1. Burnt Offering – Jesus fulfilled this offering by making propitiation on behalf of our sins (1 Jn. 2:2; Heb. 2:17; Rom. 3:24-25). Propitiation simply means to “appease an angry, offended party.” The sacrifice of Jesus appeased God’s wrath (Isa. 53:10). While this is only one aspect of Jesus’ sacrifice, it needs to be noted that God’s holiness demands that sin be punished (Hab. 1:13; Isa. 59:2; Rom. 2:5; 6:23; Heb. 10:26-31). God made Jesus “who knew no sin to be sin for us, that we might become the righteousness of God in Him” (2 Cor. 5:21).
2. Grain Offering – Jesus fulfilled this offering through His sacrifice by willfully committing Himself to the Father and trusting in Him (Heb. 10:5-9; 1 Pet. 2:21-24; Lk.22:42). Jesus “who, being in the form of God, did not consider it robbery to be equal with God, but made Himself of no reputation, taking the form of a bondservant, and coming in the likeness of men. And being found in appearance as a man, He humbled Himself and became obedient to the point of death, even the death of the cross” (Phi. 2:6-8).
3. Sin Offering – Jesus fulfilled this offering by shedding His blood and making us clean in the sight of God (Heb. 9:22; 10:1-4; 1 Jn. 1:7-9; 1 Cor. 6:11). This aspect of Jesus’ offering is very interesting and helps us in understanding how our relationship with God works today. The sin offering covered the ignorant and unintentional sins. Some have understood this to mean that any sin committed knowingly will not and can not be covered or forgiven by God. However, such is not the case.
We can know that God can, has, and will cover sins committed knowingly (See: Lev. 10:17-20; 2 Sam. 11-12; 2 Chron. 30; 1 Kgs. 22:43; etc.). In fact, Paul’s very struggle was doing that which he knew was wrong (Rom. 7:13-25). Therefore, what is the difference?
The difference is explained in Num. 15:30-32. When someone sins “presumptuously” where they have purposefully and rebelliously despised God’s Word and no longer care about trying to do the right thing – then and only then is the sacrifice rendered useless (Heb. 6:4-6; 10:29). This means that as long as one is striving to follow God (even though they will sometimes do that which they know they shouldn’t do), they are walking in the light and continually made clean by the sacrifice and blood of Jesus (1 Jn. 1:7-9; Phil. 3:12-14).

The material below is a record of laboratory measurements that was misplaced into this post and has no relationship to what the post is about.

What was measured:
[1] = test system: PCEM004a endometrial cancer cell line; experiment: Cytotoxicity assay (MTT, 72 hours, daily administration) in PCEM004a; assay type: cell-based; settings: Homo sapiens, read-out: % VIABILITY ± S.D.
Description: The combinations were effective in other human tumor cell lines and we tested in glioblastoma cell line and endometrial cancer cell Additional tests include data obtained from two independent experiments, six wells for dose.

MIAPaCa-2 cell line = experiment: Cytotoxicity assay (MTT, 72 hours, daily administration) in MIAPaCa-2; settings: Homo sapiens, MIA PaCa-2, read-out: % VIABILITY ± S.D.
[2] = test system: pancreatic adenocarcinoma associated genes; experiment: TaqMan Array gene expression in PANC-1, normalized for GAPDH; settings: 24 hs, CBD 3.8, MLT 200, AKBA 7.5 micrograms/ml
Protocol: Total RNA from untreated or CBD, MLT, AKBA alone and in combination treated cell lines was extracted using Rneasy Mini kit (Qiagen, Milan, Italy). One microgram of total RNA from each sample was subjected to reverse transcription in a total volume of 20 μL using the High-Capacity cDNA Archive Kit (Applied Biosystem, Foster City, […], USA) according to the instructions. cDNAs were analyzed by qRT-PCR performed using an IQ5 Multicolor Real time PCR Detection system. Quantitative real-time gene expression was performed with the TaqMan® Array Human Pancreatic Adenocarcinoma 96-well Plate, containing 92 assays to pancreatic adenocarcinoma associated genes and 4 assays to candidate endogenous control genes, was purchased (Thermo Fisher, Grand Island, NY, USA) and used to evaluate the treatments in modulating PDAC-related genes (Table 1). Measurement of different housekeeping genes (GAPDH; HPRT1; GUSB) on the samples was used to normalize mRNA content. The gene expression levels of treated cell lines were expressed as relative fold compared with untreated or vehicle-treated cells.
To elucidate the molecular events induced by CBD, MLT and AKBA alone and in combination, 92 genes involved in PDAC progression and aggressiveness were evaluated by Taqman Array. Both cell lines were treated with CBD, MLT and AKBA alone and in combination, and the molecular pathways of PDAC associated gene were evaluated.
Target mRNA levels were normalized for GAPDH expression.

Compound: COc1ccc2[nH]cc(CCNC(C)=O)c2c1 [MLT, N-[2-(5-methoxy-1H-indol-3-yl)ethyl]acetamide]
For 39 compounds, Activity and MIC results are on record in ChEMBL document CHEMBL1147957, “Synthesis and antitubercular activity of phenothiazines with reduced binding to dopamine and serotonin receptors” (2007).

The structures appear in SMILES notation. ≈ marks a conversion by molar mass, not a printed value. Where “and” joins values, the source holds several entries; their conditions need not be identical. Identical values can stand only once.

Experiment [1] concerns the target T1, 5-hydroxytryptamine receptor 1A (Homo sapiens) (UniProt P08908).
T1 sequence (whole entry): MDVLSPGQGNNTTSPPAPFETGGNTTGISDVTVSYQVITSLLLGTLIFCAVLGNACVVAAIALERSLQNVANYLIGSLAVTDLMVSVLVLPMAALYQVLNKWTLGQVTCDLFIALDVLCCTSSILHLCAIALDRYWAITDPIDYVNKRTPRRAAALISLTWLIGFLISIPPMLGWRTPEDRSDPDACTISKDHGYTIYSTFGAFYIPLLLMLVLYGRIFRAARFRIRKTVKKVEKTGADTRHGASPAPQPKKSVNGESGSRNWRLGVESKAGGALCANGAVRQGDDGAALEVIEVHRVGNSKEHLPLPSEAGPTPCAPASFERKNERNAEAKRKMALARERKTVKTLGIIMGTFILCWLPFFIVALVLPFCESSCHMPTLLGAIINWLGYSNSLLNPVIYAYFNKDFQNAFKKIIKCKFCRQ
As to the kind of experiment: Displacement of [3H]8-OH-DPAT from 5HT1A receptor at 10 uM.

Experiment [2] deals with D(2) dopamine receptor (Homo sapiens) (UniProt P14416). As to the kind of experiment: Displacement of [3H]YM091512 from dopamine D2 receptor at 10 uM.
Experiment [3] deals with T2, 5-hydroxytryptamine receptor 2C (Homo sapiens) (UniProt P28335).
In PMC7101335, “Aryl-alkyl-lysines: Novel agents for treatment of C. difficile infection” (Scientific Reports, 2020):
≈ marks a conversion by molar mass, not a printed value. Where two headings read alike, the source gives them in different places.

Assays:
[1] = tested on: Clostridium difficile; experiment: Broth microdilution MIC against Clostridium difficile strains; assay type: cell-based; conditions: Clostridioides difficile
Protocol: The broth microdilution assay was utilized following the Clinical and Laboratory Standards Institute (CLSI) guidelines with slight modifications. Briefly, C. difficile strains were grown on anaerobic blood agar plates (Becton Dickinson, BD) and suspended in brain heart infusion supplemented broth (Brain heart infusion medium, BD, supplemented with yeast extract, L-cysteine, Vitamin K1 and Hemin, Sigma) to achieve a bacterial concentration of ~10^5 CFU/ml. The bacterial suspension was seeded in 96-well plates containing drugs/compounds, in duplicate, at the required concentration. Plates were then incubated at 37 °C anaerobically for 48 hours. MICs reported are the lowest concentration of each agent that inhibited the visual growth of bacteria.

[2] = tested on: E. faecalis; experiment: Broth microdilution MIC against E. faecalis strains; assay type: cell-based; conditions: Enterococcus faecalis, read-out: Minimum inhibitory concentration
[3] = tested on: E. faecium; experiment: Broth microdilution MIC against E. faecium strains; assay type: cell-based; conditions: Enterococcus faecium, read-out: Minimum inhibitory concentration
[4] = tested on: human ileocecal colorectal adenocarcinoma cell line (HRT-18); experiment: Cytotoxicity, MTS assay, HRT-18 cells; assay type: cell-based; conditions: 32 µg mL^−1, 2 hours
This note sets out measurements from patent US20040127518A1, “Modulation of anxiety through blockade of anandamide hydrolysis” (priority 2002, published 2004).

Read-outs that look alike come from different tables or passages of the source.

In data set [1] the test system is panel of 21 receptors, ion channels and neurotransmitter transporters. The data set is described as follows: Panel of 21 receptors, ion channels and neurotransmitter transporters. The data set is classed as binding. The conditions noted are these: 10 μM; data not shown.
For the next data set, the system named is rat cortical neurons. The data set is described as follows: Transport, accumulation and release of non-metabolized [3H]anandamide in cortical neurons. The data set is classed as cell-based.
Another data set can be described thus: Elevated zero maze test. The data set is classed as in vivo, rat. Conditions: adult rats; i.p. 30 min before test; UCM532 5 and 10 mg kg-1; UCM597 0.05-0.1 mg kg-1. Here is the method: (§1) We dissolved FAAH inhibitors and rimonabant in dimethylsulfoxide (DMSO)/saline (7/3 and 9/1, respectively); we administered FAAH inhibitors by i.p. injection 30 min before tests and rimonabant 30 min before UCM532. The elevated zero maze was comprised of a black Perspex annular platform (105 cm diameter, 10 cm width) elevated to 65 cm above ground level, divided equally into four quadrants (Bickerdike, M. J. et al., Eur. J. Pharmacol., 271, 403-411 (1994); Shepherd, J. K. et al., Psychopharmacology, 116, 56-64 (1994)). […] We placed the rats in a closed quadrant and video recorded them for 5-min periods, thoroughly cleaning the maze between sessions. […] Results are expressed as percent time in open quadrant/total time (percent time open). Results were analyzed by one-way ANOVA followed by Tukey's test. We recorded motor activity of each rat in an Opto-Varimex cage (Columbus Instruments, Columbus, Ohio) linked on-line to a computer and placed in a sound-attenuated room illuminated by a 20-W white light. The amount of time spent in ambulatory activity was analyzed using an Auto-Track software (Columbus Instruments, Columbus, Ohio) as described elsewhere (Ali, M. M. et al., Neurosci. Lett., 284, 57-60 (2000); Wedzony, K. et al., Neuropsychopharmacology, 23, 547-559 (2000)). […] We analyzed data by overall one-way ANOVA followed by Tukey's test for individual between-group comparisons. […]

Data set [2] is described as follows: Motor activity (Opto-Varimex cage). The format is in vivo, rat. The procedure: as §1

4. Guilt or Trespass Offering – Jesus fulfilled this offering by making the payment and restitution that we couldn’t make ourselves (Eph. 1:7). It was Jesus who “has redeemed us from the curse of the law, having become a curse for us…” (Gal. 3:13). The word redemption means “buying back from, re-purchasing (winning back) what was previously forfeited (lost).” When we sinned, we incurred a sin debt. “The wages of sin is death…” (Rom. 6:23). Jesus paid that debt by taking the penalty we deserve (Gal. 1:4; 2:20; Heb. 9:12-15).
5. Peace or Fellowship Offering – Jesus fulfilled this offering by bringing fellowship and peace between God and mankind as well as fellowship among mankind. Jesus is “our peace, who has made both one, and has broken down the middle wall of separation, having abolished in His flesh the enmity, that is, the law of commandments contained in ordinances, so as to create in Himself one new man from the two, thus making peace, and that He might reconcile them both to God in one body through the cross, thereby putting to death the enmity” (Eph. 2:14-16). Jesus’ offering was one of free will and out of love for His creation (Rom. 5:6-11). All believers can have peace and fellowship with one another and with God as we voluntarily commune together in His kingdom (1 Cor. 5:7; Lk. 22:29-30; Col. 1:13).
When properly understanding the five sacrifices in Leviticus, it helps us to understand what Jesus did on the cross. It explains why Jesus came to this earth, died for our sins, was buried, and was resurrected (1 Cor. 15:1-4). It gives us a proper perspective and insight as to the intricacies of His sacrifices and meaning behind it. It is one thing to say that Jesus died for our sins; it is another thing to understand what that means. Leviticus helps to answer that question.
While one can not definitively say which book is the most important one in the Bible, I pray this article will help you to realize the value of the book of Leviticus (especially as it pertains to the Christian life).
I would love to hear your thoughts on this subject and the book of Leviticus. Please share your comments below.
– Kevin Pendergrass